In Richard Hathaway’s will he requested that his son, Bartholomew, move back to the 90-acre family farm, known as Newlands Farm, and maintain it for the family.  Women were not allowed to be property owners, but Richard did leave Anne the amount of £6 13s 4d (six pounds, thirteen shillings and four pence) to be paid “at the day of her marriage“.  (With inflation, it would be difficult to calculate how much that would be worth today, but let’s say about £250,000.)

So where and how did the unmarried, 25-year old Anne Hathaway meet the charming 18-year old William Shakespeare?

Birthplace of William Shakespeare

The Shakespeare family lived on Henley Street in the village of Stratford, about a mile from the Hathaway’s farm.  The two families were probably well known to each other, and I’m sure Anne, walking into town to shop and socialize, would have flirted with the handsome young Shakespeare from time to time, as he would have to the charming, self-assured older woman.

William Shakespeare

If they had a proper courtship is also unknown, but what is known is that Anne became pregnant by William, and within a few months a marriage was announced. Because William was just under the age of consent, he had to get approval from his father, John, and on November 27th 1582, a marriage license was issued to William and Anne and a surety bond was put up to ensure the marriage would take place.

It would have been scandalous at that time to be pregnant without the benefit of marriage .   Pregnant without marriage would have resulted in excommunication from the Church, a much more severe punishment than it is today.  Excommunication would have meant that neither person could have been received in the home of a Christian, or helped by a Christian in any way; nor, if they had broken the law, could they have been represented in a court of law.  Also, their child would have been ostracized by society and not eligible to any inheritance.  Marriage was the only alternative.

At one time, Shakespeare’s father had run a successful business but was now in financial ruin. As a potential husband, the young Shakespeare, had absolutely nothing to offer.  Hathaway, on the other hand, came from a family in good financial standing, and with her substantial dowry, would have been considered quite the catch.

On November 28th, 1582, William and Anne were granted a marriage license by the Bishop of Worcester and were married quietly in the village of Temple Grafton, approximately five miles from Stratford.  After their marriage, Anne left her family farm and moved in with William’s family on Henley Street.  A short seven months later, Anne and William became the parents of Susanna Shakespeare.  Two years later, Anne gave birth to twins, Hamnet and Judith.  And for the next 16 years, Anne lived in the Shakespeare family home, shared the household chores with her mother-in-law, Mary, her sister-in-law, Joan, and cared for her children.  (Hamnet died at the age of 11 from the plague).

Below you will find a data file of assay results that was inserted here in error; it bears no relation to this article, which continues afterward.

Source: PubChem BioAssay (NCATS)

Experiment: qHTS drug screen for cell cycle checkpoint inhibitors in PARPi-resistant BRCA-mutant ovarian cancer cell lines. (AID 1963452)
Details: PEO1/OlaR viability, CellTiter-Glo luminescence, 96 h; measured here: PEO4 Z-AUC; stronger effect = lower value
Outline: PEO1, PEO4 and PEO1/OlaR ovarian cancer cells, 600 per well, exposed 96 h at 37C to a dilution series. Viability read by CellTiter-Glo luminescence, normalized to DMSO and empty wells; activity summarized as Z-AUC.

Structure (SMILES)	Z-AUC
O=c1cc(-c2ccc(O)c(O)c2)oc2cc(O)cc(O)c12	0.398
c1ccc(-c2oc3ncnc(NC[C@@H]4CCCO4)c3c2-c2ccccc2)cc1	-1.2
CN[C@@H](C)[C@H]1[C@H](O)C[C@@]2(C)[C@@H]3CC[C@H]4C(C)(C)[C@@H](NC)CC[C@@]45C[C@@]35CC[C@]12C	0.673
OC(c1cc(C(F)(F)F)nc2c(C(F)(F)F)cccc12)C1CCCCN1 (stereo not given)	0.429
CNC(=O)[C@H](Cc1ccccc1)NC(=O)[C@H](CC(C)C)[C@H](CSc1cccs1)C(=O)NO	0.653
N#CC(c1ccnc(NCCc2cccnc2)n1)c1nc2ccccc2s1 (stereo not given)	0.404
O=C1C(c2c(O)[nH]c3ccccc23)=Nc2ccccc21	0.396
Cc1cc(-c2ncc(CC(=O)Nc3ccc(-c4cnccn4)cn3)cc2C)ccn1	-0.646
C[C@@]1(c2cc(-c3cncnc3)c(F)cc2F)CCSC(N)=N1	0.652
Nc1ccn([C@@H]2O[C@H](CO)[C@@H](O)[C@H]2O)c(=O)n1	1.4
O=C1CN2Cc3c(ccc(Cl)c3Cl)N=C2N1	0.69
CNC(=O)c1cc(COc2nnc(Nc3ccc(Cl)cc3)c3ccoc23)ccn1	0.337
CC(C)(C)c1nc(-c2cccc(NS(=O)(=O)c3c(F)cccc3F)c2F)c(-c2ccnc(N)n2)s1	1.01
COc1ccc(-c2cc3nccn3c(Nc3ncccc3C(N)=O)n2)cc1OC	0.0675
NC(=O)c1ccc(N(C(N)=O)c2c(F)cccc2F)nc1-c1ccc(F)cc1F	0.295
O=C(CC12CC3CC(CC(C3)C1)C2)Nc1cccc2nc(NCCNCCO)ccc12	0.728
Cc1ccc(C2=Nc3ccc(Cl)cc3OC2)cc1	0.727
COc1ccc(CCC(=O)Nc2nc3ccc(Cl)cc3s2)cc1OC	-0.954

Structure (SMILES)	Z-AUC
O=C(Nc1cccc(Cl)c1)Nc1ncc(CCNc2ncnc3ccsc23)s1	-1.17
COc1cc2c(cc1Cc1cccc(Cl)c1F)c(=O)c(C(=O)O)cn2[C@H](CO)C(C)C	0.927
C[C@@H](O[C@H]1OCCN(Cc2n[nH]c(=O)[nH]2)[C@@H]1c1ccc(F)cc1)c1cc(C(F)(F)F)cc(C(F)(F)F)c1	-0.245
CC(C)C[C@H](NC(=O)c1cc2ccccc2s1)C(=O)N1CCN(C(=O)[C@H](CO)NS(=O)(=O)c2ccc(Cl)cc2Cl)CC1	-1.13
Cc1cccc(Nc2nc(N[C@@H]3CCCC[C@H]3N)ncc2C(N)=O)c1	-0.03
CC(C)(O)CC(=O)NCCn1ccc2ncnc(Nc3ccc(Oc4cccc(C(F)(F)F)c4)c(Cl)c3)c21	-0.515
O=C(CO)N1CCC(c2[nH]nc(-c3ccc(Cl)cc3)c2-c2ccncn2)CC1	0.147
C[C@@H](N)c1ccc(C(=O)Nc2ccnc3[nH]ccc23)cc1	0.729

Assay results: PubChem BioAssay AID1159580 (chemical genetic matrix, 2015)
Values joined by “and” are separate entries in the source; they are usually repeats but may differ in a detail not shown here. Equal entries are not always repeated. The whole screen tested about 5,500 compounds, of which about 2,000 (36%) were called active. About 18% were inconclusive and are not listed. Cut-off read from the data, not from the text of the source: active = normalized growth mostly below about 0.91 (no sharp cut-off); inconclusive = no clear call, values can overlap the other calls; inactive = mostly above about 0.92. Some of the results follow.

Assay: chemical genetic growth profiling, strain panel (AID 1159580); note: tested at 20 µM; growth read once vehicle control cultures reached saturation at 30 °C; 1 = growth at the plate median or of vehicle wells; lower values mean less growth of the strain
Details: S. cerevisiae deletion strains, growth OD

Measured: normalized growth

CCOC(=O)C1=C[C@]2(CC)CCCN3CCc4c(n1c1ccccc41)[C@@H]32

Where was William, you are wondering?  Three years into the marriage, in 1588, William left Stratford for London.  William wanted to be an actor!  Did William want Anne and the children to join him?  We’ll never know.  Was she a homebody or was she afraid of the always threatening outbreaks of the plague in the big city?  Remember her only son, Hamnet, died of the plague at the age of 11.  What we do know is that Anne stayed in Stratford while William, over the next 25 years, pursued his career, and other loves.

William did return to Stratford frequently and in 1597 after having achieved financial success, he  purchased a much larger home for his family.  But it wasn’t until 1611, 14 years later, that William, the now hugely successful poet, actor and playwright, decided to return to his home and his wife and family.

For the next five years, Anne lived the life she had dreamed of . . . an upper middle-class housewife, socially respected, energetic and in good spirits (perhaps as in the Merry Wives of Windsor), with her husband, children and grandchildren . . .  until 1616 when, at the age of 52, William died unexpectedly.

Six years later, Anne was able to celebrate her husband’s success when his bust was installed near the altar at Trinity Church, where he was buried.

In 1623, at the age of 67, Anne Hathaway also passed and was buried at Trinity Church next to her husband …. perhaps closer in death than they were in life.


Anne’s family home of Newlands Farm remained with the family through the death of Bartholomew.   It was purchased by the Shakespeare Birthplace Trust in 1892 and fully restored to its original detailing.  This is probably one of the most photographed homes in Great Britain. Although it is referred to as Anne Hathaway’s Cottage, it is not a “cottage” at all.  This spacious home has twelve rooms, with several bedrooms and multiple chimneys for heating and cooking. With its timber framing, thatched roof and rose-covered trellises, the fairy-tale like setting will have you pulling out your camera as you approach this picture perfect, Tudor-style home.



This week, the media reported on the findings of the residue from William Shakespeare’s pipe.  It seemed they were shocked and a bit appalled at the fact that William Shakespeare, of all people, would have smoked marijuana and cocaine.  The use of opiates in Elizabeth times was quite popular (if one could afford them).  Let’s not forget that everyone was somewhat buzzed most of the time from drinking beer and ale instead of the (mostly polluted) water.  Botanists were very busy traveling the world in the 16th century bringing home new plant specimens.  Coca leaves imported Peru and tobacco leaves imported from Virginia in the New America were among the favorites.

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References:  Wikipedia.org, Shakespeare’s Birthplace Trust, Time Traveller’s Guide to Elizabethan England, William Shakespeare